Donna Leon: ‘I had the good sense to make Brunetti someone I liked’
Donna Leon’s much-loved crime series centring on nice guy policeman Commissario Guido Brunetti is 22 years old. The new novel discusses the very nature of books
Donna Leon: ‘I don’t see any reason to be optimistic about our world. But I’m very optimistic about my life.’ Photograph: David Levenson/Getty Images
She wrote her first murder mystery in the early 1990s as “a kind of joke”. Some 22 books later, Donna Leon has notched up sales of well over two million, been translated into 35 languages and made the Times list of the 50 greatest crime writers. Her beloved series about Commissario Brunetti has inspired spin-offs including a mouth-watering cookbook, a historical guide to Brunetti’s Venice and a real-world business that offers tours of the city to visiting fans.
Guido Brunetti is not your typical shambolic, hard-drinking, over-worked policeman. He’s presentable and well-read. He gets home for dinner. He actually seems to enjoy the company of his wife, Paola, and their kids. He enjoys his wine and his glass of grappa, too – but not to excess.
Was this a bit of mischief on Leon’s part: to deliberately make him the antithesis of the crime-fiction stereotype? “It was pure chance,” she says. “All I wanted to do was write one book. I had no idea that there would be 23 of them. I got the idea of the murder of a conductor, and I wondered if I could write a murder-mystery about it. And so I did. But I had the good sense, even then, to make him someone that I liked. A nice guy and an intellectually and ethically interesting man.”
Affable and enthusiastic
The description might apply just as well to Leon herself. At 71 she is affable and enthusiastic, as passionate about Henry James and Handel opera as she is about the ravages mass tourism has wreaked on her adopted city. But she is also very much her own woman. She won’t allow her books to be published in Italian, so that she can live as close to a normal life as possible in her beloved Venice.
“People I deal with in shops treat me the way I should be treated: that is, as someone who comes in to buy cheese or milk or fruit,” she says. “There’s no hi-de-ho. The thing that upsets me more and more is the terrible inequality of fame. I see it in myself. I do it with opera singers. I am automatically deferential to opera singers because I admire what they do so much – and that’s not right. Everybody should be the same. You should treat everybody the same.”
This democratic strand is very strong in the Brunetti books. Their version of civilised life is not just a matter of drinking coffee and eating soft-shell crabs and ravioli con funghi. They are angry books, too. Many things make Leon – and by extension Brunetti – angry. Environmental degradation and toxic-waste scandals; people- trafficking and sex slavery; illegal adoptions and child abuse; corruption in the Catholic Church; blood diamonds.
“The paradox that one sees in Brunetti is the same paradox that I observe in my own life,” she says. “In terms of the world around me – politics, religion, art, music – I’m absolutely, deeply cynical and suspicious and black. But in my personal life I’m a happy person. I was just born a happy person. As I get older and see more, and view it with the accumulated information that comes with age, I don’t see any reason to be optimistic about our world. But I’m very optimistic about my life and my friends. Thank God it’s not the other way around,” she adds, laughing. “Imagine that.”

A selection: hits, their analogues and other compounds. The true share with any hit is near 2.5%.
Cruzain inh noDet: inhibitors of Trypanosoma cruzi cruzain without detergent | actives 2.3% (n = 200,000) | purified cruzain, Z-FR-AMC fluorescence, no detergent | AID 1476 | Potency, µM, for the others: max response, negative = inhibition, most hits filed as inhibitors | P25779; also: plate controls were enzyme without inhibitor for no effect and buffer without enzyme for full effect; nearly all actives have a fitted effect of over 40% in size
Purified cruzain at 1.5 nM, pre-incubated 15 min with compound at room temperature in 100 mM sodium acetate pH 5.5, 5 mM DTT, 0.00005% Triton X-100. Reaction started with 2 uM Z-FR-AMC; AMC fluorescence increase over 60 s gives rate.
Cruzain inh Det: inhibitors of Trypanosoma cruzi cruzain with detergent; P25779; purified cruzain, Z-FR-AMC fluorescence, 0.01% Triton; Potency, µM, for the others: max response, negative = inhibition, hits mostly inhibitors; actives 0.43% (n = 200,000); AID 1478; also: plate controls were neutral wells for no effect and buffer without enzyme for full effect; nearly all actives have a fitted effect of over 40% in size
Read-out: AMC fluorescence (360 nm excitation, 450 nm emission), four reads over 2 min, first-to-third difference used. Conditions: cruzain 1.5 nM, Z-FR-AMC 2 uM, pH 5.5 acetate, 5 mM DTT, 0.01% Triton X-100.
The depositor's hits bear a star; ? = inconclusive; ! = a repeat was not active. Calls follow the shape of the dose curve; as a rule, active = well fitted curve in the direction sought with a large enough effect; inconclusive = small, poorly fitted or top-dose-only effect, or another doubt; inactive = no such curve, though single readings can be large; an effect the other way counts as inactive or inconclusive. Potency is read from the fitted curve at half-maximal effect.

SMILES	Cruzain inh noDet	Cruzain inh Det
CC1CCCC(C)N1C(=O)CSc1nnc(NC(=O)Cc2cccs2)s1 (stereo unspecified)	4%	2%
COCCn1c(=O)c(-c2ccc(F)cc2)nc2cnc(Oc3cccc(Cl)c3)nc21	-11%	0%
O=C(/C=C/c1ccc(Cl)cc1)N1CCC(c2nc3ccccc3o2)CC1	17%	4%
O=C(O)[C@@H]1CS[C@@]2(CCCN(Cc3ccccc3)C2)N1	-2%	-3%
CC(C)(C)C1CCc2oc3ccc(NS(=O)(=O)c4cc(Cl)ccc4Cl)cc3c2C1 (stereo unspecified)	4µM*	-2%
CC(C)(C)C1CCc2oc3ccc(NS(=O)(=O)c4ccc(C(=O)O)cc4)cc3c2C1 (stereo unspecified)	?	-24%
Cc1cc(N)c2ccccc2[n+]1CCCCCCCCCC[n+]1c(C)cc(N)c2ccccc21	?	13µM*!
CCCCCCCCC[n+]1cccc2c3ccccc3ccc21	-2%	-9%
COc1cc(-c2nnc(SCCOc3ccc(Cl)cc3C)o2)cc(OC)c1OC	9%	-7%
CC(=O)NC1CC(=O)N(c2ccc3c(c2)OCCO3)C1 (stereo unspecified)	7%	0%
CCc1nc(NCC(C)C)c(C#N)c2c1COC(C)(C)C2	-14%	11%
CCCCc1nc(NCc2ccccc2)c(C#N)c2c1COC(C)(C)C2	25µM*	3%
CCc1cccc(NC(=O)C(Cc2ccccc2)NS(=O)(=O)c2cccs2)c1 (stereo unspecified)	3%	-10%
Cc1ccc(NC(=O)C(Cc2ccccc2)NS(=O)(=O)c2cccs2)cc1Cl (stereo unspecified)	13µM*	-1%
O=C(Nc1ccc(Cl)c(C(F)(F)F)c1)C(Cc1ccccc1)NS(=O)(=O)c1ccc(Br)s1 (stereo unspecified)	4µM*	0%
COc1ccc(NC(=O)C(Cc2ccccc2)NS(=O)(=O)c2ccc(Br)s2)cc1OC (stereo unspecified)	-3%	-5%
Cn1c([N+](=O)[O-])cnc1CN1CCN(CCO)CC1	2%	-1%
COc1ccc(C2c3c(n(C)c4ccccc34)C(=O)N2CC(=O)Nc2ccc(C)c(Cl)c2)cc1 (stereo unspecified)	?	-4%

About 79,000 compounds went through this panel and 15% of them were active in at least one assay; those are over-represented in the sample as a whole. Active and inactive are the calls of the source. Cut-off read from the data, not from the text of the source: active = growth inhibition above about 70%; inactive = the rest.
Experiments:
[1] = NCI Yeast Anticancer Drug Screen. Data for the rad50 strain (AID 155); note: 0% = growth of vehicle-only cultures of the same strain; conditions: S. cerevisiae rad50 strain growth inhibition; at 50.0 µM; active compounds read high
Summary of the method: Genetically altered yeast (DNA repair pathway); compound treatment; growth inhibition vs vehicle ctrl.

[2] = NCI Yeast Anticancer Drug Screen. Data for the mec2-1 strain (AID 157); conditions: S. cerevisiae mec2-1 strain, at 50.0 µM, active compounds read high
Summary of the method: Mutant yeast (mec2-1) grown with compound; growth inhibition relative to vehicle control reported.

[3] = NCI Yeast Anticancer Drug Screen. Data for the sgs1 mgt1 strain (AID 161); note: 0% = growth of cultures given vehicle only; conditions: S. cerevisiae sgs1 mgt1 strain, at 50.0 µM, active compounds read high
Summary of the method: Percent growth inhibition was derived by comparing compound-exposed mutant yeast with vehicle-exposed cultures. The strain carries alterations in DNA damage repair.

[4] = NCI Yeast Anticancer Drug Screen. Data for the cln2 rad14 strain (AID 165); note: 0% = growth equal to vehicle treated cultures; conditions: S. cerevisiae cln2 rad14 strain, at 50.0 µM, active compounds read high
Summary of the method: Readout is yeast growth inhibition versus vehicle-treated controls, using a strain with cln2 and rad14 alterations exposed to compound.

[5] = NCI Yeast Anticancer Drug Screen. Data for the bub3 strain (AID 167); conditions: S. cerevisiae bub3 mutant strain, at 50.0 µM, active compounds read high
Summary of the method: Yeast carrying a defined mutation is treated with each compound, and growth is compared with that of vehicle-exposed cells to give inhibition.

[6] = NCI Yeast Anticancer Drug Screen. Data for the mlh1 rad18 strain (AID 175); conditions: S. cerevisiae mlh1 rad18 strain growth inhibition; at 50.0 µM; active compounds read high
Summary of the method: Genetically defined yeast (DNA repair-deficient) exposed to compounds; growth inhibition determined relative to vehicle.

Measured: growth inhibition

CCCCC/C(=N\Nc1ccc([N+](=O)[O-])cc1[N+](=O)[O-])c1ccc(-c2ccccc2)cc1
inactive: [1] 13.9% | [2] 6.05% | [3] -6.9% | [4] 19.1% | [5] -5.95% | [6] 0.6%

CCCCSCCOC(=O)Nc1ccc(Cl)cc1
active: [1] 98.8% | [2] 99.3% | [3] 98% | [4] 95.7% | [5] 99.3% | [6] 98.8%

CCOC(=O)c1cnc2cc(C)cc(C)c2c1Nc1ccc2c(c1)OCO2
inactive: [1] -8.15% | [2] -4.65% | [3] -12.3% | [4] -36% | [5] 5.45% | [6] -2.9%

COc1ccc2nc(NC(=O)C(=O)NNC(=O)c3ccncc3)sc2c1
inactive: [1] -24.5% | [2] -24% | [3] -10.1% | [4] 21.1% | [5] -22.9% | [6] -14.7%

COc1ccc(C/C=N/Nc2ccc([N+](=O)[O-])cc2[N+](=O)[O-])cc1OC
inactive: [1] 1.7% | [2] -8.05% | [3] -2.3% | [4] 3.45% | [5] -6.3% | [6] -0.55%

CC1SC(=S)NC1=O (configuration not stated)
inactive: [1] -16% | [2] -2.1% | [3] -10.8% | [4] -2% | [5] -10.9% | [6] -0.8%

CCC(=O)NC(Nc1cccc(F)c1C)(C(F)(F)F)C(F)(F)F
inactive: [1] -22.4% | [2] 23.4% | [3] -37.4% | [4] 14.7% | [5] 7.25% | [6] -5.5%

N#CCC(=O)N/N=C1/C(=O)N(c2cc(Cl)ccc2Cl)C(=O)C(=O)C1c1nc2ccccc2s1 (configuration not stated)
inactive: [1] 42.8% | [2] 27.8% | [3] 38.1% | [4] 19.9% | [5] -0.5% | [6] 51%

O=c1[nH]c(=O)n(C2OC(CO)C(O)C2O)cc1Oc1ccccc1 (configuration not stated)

The new Brunetti book, By Its Cover , deals with the theft of valuable literary texts. “I’m really not interested in whodunnit,” she says. “I’m interested in why they done it. In this case I was interested in why the books were stolen – and why one person was killed as a result.”
Over the course of the investigation, there is much discussion about the nature of books – a major concern for readers in the digital age. “Is a book simply a text, so that you could read it chalked on a wall if you had a big enough wall?” asks Leon. “Or is it a physical object which has a historical and financial value because of the quality of its production? And I don’t think the book answers that question, because there is no answer. People, depending on their disposition or their spirit, opt for one or the other.”
A major factor in the Brunetti series has been the strong female characters. From the start, Brunetti’s wife, Paola – a university lecturer and the daughter of wealthy Count and Countess Falier – has played a key role in teasing out the wider implications of Brunetti’s cases. Then, out of nowhere, a secretary named Signorina Elettra swanned in, complete with high heels, glam outfits and serious computer street-cred. And now, an able young southern cop, Claudia Griffoni, is edging closer to the centre of the investigative stage.
Hints about Brunetti’s future
These days, there are intriguing hints about Brunetti’s future. In By Its Cover , he pulls social rank on his superior, Vice- Questore Patta, reminding him which of them would one day move into the stunning Palazzo Falier “and look across at the facades of the palazzi on the other side of the Grand Canal”.
For the moment, however, Brunetti fans need not worry: number 24 in the series is already written. It will take Leon back to the world of baroque opera, where she set her first novel, Death at La Fenice .
“I’ve told myself for years and years and years: ‘Donna, your passion for music is not transferable. Your passion for baroque opera doesn’t mean that other people will be interested.’ Then I thought, ‘Well, I can have a little fun, can’t I?’ ”
She surely deserves it.
By Its Cover is published by Heinemann , £12.99